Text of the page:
The Battle of Biggin Hill


In 1943, some immensely brave young men, none of whom knew if they would see the next sunrise, built a chapel out of prefabricated huts, and it was dedicated on the anniversary of the Battle of Britain, 15th September, 1943.  Three years later, having survived the war, it burned down.  With money in short supply, and greatly distressed, Winston Churchill set about finding funding to build a permanent chapel for his boys – by now known as ‘The Few’ – and finally, in 1951, St George’s was consecrated, built more or less along the lines of the original pre-fab design, and guarded by two fighter air-craft.

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I can give no better description of St George’s chapel than is given on it’s own website.

This chapel is steeped in history and was built as a memorial to those pilots who gave their lives in the Battle of Britain and other conflicts. The chapel is not a museum, but is a living chapel with a community that worships each week at the Saturday night Roman Catholic Mass and also the Anglican/Free Church service on Sunday. During the year the chapel also has multi-denominational services when the Friends celebrate St George’s Day, together services of commemoration for Battle of Britain and Remembrance. The chapel also has an annual service of Nine Lessons and Carols in December.

And then there is the connection with Winston Churchill.

‘My personal association with Biggin Hill during the Battle of Britain lives in my mind. As a nation we have short memories and it is well that Memorials such as this should bring to our remembrance the cost of victory in the days when one of our fighter pilots had to be worth ten.  They died without seeing the reward of their efforts; we live to hold their reward inviolate and unfading”.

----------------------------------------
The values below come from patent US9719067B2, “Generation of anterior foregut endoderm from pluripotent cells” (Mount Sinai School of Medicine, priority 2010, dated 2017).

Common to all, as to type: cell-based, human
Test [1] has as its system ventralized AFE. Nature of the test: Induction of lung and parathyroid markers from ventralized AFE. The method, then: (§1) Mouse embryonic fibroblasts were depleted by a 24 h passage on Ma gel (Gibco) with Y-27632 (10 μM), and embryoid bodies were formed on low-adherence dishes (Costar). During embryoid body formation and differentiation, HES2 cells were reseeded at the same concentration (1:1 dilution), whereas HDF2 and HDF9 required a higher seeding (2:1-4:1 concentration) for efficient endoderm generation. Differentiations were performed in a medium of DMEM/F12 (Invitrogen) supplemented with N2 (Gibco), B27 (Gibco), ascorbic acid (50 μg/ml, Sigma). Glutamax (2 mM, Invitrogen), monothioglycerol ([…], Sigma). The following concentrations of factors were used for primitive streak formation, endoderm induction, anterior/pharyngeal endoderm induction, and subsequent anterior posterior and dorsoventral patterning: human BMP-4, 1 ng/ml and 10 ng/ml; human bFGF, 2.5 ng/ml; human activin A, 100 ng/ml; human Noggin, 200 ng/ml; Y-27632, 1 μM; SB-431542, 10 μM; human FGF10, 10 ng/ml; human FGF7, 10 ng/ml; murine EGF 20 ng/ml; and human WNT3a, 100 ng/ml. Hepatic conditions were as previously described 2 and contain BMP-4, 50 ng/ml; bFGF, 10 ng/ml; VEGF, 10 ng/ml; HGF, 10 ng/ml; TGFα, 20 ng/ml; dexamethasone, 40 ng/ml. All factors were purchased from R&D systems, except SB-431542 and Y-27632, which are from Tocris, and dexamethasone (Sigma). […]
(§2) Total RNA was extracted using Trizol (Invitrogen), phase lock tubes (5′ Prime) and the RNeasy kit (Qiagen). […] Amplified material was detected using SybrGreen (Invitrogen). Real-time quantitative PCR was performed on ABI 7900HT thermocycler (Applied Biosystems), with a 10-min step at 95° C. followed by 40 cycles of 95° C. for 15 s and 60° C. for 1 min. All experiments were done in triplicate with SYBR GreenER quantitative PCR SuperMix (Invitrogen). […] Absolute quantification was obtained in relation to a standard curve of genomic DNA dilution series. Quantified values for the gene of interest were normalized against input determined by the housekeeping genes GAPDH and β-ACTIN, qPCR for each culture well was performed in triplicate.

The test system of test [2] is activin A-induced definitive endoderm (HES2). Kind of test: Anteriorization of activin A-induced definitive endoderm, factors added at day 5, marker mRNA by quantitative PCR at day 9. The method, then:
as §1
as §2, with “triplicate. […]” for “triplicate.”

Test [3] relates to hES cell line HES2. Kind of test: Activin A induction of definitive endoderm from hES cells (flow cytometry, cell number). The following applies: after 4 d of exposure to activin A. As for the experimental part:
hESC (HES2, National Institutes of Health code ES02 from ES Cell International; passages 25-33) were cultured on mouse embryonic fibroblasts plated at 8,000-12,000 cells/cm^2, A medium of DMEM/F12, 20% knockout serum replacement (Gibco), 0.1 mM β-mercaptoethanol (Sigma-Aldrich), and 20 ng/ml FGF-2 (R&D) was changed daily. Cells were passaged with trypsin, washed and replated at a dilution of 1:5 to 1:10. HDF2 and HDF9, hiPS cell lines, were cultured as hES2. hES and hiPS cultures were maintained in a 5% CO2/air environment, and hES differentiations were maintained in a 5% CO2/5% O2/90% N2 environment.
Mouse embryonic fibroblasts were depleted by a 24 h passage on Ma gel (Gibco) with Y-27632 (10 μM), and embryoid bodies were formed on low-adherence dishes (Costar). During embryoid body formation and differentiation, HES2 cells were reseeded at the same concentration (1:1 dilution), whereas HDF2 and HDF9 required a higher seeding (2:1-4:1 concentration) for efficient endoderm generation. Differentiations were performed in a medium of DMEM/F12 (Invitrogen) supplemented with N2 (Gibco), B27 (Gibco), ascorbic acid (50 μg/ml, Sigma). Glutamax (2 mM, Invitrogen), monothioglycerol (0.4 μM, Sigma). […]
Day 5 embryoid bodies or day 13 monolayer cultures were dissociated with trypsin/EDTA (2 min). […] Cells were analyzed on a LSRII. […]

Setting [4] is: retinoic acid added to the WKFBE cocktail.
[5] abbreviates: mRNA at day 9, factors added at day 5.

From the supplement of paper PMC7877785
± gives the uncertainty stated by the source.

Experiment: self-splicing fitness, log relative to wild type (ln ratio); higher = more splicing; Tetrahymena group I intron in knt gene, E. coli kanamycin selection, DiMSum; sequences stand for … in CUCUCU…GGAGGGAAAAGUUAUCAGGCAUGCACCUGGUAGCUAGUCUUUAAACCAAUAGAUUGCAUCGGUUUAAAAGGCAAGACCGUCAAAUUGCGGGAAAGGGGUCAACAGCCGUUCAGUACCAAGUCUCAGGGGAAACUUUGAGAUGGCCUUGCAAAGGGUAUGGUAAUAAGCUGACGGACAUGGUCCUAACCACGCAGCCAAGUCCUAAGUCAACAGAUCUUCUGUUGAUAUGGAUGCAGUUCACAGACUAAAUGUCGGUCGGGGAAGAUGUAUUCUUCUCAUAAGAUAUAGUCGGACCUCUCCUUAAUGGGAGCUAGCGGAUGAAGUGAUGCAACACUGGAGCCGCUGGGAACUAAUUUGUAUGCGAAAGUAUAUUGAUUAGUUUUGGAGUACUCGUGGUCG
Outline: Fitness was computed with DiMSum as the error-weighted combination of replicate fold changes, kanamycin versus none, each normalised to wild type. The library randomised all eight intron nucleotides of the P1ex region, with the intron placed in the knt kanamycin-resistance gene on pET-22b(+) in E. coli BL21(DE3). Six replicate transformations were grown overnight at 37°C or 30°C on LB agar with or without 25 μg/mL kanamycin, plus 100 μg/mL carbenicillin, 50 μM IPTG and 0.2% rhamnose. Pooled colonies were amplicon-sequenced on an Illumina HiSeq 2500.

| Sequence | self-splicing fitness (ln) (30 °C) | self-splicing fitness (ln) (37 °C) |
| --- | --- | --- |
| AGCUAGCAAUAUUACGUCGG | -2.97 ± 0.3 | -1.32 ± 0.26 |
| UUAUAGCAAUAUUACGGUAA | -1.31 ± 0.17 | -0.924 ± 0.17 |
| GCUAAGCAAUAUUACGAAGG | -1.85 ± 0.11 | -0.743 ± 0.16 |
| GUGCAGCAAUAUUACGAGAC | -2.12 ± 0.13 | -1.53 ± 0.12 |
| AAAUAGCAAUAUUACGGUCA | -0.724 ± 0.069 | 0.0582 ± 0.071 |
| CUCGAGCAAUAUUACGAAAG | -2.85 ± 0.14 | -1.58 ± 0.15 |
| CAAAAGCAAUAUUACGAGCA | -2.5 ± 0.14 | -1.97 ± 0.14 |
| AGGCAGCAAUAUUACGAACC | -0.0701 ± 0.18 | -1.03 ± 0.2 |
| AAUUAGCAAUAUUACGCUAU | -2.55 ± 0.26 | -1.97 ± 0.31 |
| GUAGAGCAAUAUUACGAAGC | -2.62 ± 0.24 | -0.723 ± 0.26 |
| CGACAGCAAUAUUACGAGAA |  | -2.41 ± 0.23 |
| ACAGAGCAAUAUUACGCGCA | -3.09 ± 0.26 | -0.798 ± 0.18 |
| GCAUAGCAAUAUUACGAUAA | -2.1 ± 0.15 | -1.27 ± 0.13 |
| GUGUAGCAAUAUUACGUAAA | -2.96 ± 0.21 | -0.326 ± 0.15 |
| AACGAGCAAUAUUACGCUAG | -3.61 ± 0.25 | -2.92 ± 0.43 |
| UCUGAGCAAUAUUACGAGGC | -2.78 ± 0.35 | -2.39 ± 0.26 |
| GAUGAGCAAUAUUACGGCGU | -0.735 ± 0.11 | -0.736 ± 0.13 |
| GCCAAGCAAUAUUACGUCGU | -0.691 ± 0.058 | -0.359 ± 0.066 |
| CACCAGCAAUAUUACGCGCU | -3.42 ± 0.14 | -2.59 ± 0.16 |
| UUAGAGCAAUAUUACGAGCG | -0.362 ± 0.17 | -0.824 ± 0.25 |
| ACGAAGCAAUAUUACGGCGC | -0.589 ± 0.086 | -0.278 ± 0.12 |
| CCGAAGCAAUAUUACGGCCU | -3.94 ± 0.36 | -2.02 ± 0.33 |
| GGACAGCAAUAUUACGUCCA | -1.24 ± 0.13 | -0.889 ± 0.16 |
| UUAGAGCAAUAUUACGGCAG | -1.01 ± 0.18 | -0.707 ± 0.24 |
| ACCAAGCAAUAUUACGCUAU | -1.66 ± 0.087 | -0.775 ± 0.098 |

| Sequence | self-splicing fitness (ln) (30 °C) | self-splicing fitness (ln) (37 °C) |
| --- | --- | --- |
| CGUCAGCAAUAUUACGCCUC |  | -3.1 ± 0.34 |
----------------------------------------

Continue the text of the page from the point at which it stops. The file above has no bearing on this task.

Why would anyone harm or neglect such a hallowed place? The man voted greatest Briton dedicated it to the most iconic of what we now describe as the greatest generation. You don’t get more bullet-proof than that. And it’s a Grade 2 listed building – which should ensure that it is preserved externally in it’s original design.

The website lovingly describes a living place of worship and remembrance, and a rather beautiful one, at that. Sadly, since the website was written, along came Bromley Council, and the case was altered.

Because now comes the bad bit: duplicity, vanity and bullying which is a betrayal of every one of those young men who never returned, and each survivor who mourns them.

And it all began with Anna Soubry.